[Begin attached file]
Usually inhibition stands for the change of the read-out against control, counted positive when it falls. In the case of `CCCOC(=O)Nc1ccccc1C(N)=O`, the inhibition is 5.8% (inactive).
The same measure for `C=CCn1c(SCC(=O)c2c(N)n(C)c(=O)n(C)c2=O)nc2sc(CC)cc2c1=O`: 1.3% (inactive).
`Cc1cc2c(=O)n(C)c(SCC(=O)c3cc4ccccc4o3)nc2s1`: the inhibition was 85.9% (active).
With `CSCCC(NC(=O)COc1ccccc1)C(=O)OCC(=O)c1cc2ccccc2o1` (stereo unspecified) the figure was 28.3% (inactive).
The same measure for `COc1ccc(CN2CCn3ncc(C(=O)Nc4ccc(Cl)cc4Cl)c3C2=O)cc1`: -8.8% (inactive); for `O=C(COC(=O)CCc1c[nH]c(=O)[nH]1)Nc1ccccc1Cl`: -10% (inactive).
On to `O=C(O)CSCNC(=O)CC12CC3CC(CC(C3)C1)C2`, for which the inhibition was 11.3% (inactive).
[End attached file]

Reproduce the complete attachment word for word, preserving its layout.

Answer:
Usually inhibition stands for the change of the read-out against control, counted positive when it falls. In the case of `CCCOC(=O)Nc1ccccc1C(N)=O`, the inhibition is 5.8% (inactive).
The same measure for `C=CCn1c(SCC(=O)c2c(N)n(C)c(=O)n(C)c2=O)nc2sc(CC)cc2c1=O`: 1.3% (inactive).
`Cc1cc2c(=O)n(C)c(SCC(=O)c3cc4ccccc4o3)nc2s1`: the inhibition was 85.9% (active).
With `CSCCC(NC(=O)COc1ccccc1)C(=O)OCC(=O)c1cc2ccccc2o1` (stereo unspecified) the figure was 28.3% (inactive).
The same measure for `COc1ccc(CN2CCn3ncc(C(=O)Nc4ccc(Cl)cc4Cl)c3C2=O)cc1`: -8.8% (inactive); for `O=C(COC(=O)CCc1c[nH]c(=O)[nH]1)Nc1ccccc1Cl`: -10% (inactive).
On to `O=C(O)CSCNC(=O)CC12CC3CC(CC(C3)C1)C2`, for which the inhibition was 11.3% (inactive).